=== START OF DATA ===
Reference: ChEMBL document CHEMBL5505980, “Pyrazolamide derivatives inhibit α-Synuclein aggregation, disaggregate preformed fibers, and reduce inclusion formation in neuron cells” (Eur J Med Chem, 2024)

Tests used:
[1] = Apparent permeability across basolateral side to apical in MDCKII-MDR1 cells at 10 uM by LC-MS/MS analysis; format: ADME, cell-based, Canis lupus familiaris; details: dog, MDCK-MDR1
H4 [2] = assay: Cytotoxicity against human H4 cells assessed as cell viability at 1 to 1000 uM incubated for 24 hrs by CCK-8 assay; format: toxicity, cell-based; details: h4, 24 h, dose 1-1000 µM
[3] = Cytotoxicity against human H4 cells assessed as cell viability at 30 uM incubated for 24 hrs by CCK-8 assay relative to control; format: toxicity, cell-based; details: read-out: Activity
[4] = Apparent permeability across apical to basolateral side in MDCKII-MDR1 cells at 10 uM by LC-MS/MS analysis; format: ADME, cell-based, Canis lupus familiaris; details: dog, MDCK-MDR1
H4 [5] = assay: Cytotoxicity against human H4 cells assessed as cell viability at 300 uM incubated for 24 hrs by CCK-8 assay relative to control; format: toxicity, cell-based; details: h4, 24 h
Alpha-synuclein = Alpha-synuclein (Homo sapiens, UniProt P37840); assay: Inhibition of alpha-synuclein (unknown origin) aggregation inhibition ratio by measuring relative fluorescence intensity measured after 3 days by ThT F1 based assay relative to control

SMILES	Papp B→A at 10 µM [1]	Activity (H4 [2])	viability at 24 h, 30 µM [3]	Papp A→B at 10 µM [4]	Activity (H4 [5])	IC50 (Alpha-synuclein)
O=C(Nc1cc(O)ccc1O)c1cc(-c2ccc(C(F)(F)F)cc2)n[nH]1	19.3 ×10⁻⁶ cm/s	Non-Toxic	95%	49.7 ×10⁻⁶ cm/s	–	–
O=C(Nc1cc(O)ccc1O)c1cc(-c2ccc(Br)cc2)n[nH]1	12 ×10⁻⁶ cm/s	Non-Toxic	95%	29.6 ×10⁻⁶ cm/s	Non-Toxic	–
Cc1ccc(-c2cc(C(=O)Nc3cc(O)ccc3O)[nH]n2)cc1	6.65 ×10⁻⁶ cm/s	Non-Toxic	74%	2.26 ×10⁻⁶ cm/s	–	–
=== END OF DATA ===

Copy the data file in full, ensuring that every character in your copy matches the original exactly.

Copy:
Reference: ChEMBL document CHEMBL5505980, “Pyrazolamide derivatives inhibit α-Synuclein aggregation, disaggregate preformed fibers, and reduce inclusion formation in neuron cells” (Eur J Med Chem, 2024)

Tests used:
[1] = Apparent permeability across basolateral side to apical in MDCKII-MDR1 cells at 10 uM by LC-MS/MS analysis; format: ADME, cell-based, Canis lupus familiaris; details: dog, MDCK-MDR1
H4 [2] = assay: Cytotoxicity against human H4 cells assessed as cell viability at 1 to 1000 uM incubated for 24 hrs by CCK-8 assay; format: toxicity, cell-based; details: h4, 24 h, dose 1-1000 µM
[3] = Cytotoxicity against human H4 cells assessed as cell viability at 30 uM incubated for 24 hrs by CCK-8 assay relative to control; format: toxicity, cell-based; details: read-out: Activity
[4] = Apparent permeability across apical to basolateral side in MDCKII-MDR1 cells at 10 uM by LC-MS/MS analysis; format: ADME, cell-based, Canis lupus familiaris; details: dog, MDCK-MDR1
H4 [5] = assay: Cytotoxicity against human H4 cells assessed as cell viability at 300 uM incubated for 24 hrs by CCK-8 assay relative to control; format: toxicity, cell-based; details: h4, 24 h
Alpha-synuclein = Alpha-synuclein (Homo sapiens, UniProt P37840); assay: Inhibition of alpha-synuclein (unknown origin) aggregation inhibition ratio by measuring relative fluorescence intensity measured after 3 days by ThT F1 based assay relative to control

SMILES	Papp B→A at 10 µM [1]	Activity (H4 [2])	viability at 24 h, 30 µM [3]	Papp A→B at 10 µM [4]	Activity (H4 [5])	IC50 (Alpha-synuclein)
O=C(Nc1cc(O)ccc1O)c1cc(-c2ccc(C(F)(F)F)cc2)n[nH]1	19.3 ×10⁻⁶ cm/s	Non-Toxic	95%	49.7 ×10⁻⁶ cm/s	–	–
O=C(Nc1cc(O)ccc1O)c1cc(-c2ccc(Br)cc2)n[nH]1	12 ×10⁻⁶ cm/s	Non-Toxic	95%	29.6 ×10⁻⁶ cm/s	Non-Toxic	–
Cc1ccc(-c2cc(C(=O)Nc3cc(O)ccc3O)[nH]n2)cc1	6.65 ×10⁻⁶ cm/s	Non-Toxic	74%	2.26 ×10⁻⁶ cm/s	–	–